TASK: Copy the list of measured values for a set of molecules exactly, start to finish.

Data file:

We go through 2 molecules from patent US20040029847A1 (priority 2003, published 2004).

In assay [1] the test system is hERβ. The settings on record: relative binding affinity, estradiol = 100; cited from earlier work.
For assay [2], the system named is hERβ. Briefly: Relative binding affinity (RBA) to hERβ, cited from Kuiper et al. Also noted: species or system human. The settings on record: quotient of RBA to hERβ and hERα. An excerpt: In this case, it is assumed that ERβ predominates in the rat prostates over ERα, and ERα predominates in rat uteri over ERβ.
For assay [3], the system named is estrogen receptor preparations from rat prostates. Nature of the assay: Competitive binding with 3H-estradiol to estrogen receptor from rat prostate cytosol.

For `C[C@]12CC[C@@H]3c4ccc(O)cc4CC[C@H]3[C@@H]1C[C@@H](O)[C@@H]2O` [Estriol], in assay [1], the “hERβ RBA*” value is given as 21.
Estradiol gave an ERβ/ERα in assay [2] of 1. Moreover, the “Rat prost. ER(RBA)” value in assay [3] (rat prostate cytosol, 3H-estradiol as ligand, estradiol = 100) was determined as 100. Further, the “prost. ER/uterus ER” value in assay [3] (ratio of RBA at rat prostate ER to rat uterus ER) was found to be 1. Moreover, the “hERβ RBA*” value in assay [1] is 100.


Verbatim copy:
We go through 2 molecules from patent US20040029847A1 (priority 2003, published 2004).

In assay [1] the test system is hERβ. The settings on record: relative binding affinity, estradiol = 100; cited from earlier work.
For assay [2], the system named is hERβ. Briefly: Relative binding affinity (RBA) to hERβ, cited from Kuiper et al. Also noted: species or system human. The settings on record: quotient of RBA to hERβ and hERα. An excerpt: In this case, it is assumed that ERβ predominates in the rat prostates over ERα, and ERα predominates in rat uteri over ERβ.
For assay [3], the system named is estrogen receptor preparations from rat prostates. Nature of the assay: Competitive binding with 3H-estradiol to estrogen receptor from rat prostate cytosol.

For `C[C@]12CC[C@@H]3c4ccc(O)cc4CC[C@H]3[C@@H]1C[C@@H](O)[C@@H]2O` [Estriol], in assay [1], the “hERβ RBA*” value is given as 21.
Estradiol gave an ERβ/ERα in assay [2] of 1. Moreover, the “Rat prost. ER(RBA)” value in assay [3] (rat prostate cytosol, 3H-estradiol as ligand, estradiol = 100) was determined as 100. Further, the “prost. ER/uterus ER” value in assay [3] (ratio of RBA at rat prostate ER to rat uterus ER) was found to be 1. Moreover, the “hERβ RBA*” value in assay [1] is 100.